Some most wide-spread e-commerce platforms have developed separate extensions in order to to enhance user experience. For example, Magento offers Magento Marketplace PayPal Adaptive Payments extension. And for WooCommerce PayPal Adaptive Payments, in its turn, separate extension can be used (you can find it here). Although it should be mentioned – you must have your PayPal account approved for use with Adaptive Payments before purchasing any extension, otherwise it won’t work with the unapproved account.

But despite all its numerous indisputable merits, PayPal Adaptive also has some features, that will make you think hard about its implementation into your system. Let’s look at them in more details.

First of all, it is worth noting that Adaptive Payments services may be conditionally divided into two types – standard and advanced. Their only difference is that standard services are available for everyone, whereas advanced services require specific permission from PayPal to use. You have to get permission to use any kind of this service when you submit an application to PayPal.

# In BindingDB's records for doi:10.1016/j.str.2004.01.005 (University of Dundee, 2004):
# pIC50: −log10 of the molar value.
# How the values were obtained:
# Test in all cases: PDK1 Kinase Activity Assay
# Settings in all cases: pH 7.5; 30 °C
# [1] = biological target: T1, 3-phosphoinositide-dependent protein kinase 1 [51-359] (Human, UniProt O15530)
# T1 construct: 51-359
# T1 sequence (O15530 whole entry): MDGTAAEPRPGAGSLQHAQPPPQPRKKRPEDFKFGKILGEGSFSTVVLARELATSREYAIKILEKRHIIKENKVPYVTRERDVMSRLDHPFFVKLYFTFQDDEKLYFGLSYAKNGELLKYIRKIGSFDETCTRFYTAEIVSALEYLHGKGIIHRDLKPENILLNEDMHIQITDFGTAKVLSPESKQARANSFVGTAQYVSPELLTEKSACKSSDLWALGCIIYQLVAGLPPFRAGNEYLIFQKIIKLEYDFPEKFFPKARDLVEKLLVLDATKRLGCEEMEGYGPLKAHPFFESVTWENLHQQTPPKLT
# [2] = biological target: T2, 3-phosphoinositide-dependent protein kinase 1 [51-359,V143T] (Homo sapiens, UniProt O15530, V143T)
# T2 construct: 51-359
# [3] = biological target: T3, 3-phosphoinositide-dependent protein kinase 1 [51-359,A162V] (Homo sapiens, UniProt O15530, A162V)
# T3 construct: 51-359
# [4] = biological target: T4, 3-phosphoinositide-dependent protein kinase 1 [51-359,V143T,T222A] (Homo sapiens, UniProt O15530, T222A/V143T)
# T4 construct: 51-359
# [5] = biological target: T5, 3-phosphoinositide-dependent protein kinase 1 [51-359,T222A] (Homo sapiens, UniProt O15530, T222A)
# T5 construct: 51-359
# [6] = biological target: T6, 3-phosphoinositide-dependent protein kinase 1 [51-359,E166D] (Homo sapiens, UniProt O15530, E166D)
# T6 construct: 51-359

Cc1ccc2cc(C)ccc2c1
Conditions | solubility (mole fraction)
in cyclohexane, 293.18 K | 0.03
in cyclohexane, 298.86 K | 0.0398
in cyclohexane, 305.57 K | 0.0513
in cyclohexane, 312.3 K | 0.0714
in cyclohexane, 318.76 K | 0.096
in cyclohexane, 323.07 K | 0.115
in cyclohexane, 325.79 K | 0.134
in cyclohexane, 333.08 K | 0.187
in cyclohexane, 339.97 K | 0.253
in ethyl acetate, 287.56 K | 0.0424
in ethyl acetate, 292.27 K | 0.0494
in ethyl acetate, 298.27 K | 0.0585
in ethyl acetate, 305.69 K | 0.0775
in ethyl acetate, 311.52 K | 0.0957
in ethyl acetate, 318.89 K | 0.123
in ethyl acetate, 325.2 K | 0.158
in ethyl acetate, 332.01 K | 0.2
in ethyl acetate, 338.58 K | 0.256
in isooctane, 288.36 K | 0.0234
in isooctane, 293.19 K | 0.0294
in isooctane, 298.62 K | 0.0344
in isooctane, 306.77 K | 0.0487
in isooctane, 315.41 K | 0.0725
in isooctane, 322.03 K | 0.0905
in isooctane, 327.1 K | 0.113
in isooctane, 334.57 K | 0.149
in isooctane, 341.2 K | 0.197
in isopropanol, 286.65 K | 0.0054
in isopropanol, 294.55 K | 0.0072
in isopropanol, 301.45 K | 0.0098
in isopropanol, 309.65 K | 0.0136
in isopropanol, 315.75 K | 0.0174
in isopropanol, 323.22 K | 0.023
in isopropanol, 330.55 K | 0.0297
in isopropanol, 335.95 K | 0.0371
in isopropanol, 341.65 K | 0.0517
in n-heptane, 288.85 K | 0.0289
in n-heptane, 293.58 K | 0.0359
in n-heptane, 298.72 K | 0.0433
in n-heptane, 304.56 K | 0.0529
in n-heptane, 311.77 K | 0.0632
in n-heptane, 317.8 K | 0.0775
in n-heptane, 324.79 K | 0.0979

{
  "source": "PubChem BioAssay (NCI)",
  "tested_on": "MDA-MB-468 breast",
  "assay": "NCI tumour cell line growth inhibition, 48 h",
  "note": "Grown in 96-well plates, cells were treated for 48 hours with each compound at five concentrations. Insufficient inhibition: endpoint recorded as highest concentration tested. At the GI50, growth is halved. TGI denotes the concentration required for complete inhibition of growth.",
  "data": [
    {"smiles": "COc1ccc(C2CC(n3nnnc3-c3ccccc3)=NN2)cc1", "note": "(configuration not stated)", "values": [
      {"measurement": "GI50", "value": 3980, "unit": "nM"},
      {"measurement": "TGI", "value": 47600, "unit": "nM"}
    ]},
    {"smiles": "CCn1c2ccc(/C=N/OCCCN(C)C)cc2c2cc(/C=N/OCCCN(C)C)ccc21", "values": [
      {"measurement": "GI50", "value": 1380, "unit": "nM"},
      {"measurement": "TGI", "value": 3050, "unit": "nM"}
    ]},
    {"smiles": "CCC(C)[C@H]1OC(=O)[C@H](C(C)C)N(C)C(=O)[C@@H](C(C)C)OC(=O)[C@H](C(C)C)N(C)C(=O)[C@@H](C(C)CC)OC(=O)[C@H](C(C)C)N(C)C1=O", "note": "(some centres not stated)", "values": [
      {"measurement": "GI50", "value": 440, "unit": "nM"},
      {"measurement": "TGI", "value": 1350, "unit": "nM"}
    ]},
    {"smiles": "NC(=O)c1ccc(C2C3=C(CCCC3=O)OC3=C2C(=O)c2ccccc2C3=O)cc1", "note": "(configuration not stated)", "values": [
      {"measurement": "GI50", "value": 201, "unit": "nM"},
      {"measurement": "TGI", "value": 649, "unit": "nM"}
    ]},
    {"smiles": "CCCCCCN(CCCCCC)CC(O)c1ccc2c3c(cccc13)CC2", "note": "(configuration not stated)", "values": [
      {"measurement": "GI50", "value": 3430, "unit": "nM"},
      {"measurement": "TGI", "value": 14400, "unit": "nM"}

Chained payments belong to the group of advanced services, and thus, in case your application needs to perform this kind of payments, you have to request permission when you submit your application. Later, if you need to modify your application to support preapprovals, which is also an advanced service, you have to resubmit your application in order to obtain permission from PayPal to use the service.